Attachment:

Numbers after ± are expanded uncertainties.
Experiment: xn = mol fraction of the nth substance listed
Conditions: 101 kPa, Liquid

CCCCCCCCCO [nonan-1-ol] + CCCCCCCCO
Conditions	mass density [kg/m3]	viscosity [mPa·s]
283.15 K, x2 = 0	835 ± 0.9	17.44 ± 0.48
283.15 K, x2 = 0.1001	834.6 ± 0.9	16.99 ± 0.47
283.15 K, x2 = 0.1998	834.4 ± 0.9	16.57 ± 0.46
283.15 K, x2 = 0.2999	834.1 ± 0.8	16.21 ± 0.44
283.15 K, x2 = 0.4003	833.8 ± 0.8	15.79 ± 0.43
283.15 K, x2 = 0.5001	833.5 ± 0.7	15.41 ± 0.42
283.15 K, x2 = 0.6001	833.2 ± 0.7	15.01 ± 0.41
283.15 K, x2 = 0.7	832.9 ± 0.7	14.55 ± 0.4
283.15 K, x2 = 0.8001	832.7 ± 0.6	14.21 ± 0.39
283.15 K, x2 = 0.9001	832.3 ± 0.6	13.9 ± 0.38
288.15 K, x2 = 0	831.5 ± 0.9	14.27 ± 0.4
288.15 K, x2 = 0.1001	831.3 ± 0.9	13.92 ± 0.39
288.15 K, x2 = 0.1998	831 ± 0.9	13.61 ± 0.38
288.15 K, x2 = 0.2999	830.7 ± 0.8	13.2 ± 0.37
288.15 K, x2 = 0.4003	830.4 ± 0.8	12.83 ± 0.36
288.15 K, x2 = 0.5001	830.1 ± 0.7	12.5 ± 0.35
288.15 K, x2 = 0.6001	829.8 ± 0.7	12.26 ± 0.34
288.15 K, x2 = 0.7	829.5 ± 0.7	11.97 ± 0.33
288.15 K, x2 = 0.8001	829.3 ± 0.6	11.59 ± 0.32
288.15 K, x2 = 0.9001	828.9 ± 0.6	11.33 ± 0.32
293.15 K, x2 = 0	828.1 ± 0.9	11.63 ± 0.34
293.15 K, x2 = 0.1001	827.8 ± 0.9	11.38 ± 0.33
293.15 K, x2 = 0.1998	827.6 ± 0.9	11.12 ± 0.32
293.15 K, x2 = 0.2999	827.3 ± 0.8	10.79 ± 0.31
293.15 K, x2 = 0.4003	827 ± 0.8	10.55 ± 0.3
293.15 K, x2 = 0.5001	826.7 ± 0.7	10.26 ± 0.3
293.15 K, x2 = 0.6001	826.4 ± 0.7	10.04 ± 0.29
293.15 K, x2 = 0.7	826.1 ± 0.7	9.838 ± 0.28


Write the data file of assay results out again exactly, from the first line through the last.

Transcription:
Numbers after ± are expanded uncertainties.
Experiment: xn = mol fraction of the nth substance listed
Conditions: 101 kPa, Liquid

CCCCCCCCCO [nonan-1-ol] + CCCCCCCCO
Conditions	mass density [kg/m3]	viscosity [mPa·s]
283.15 K, x2 = 0	835 ± 0.9	17.44 ± 0.48
283.15 K, x2 = 0.1001	834.6 ± 0.9	16.99 ± 0.47
283.15 K, x2 = 0.1998	834.4 ± 0.9	16.57 ± 0.46
283.15 K, x2 = 0.2999	834.1 ± 0.8	16.21 ± 0.44
283.15 K, x2 = 0.4003	833.8 ± 0.8	15.79 ± 0.43
283.15 K, x2 = 0.5001	833.5 ± 0.7	15.41 ± 0.42
283.15 K, x2 = 0.6001	833.2 ± 0.7	15.01 ± 0.41
283.15 K, x2 = 0.7	832.9 ± 0.7	14.55 ± 0.4
283.15 K, x2 = 0.8001	832.7 ± 0.6	14.21 ± 0.39
283.15 K, x2 = 0.9001	832.3 ± 0.6	13.9 ± 0.38
288.15 K, x2 = 0	831.5 ± 0.9	14.27 ± 0.4
288.15 K, x2 = 0.1001	831.3 ± 0.9	13.92 ± 0.39
288.15 K, x2 = 0.1998	831 ± 0.9	13.61 ± 0.38
288.15 K, x2 = 0.2999	830.7 ± 0.8	13.2 ± 0.37
288.15 K, x2 = 0.4003	830.4 ± 0.8	12.83 ± 0.36
288.15 K, x2 = 0.5001	830.1 ± 0.7	12.5 ± 0.35
288.15 K, x2 = 0.6001	829.8 ± 0.7	12.26 ± 0.34
288.15 K, x2 = 0.7	829.5 ± 0.7	11.97 ± 0.33
288.15 K, x2 = 0.8001	829.3 ± 0.6	11.59 ± 0.32
288.15 K, x2 = 0.9001	828.9 ± 0.6	11.33 ± 0.32
293.15 K, x2 = 0	828.1 ± 0.9	11.63 ± 0.34
293.15 K, x2 = 0.1001	827.8 ± 0.9	11.38 ± 0.33
293.15 K, x2 = 0.1998	827.6 ± 0.9	11.12 ± 0.32
293.15 K, x2 = 0.2999	827.3 ± 0.8	10.79 ± 0.31
293.15 K, x2 = 0.4003	827 ± 0.8	10.55 ± 0.3
293.15 K, x2 = 0.5001	826.7 ± 0.7	10.26 ± 0.3
293.15 K, x2 = 0.6001	826.4 ± 0.7	10.04 ± 0.29
293.15 K, x2 = 0.7	826.1 ± 0.7	9.838 ± 0.28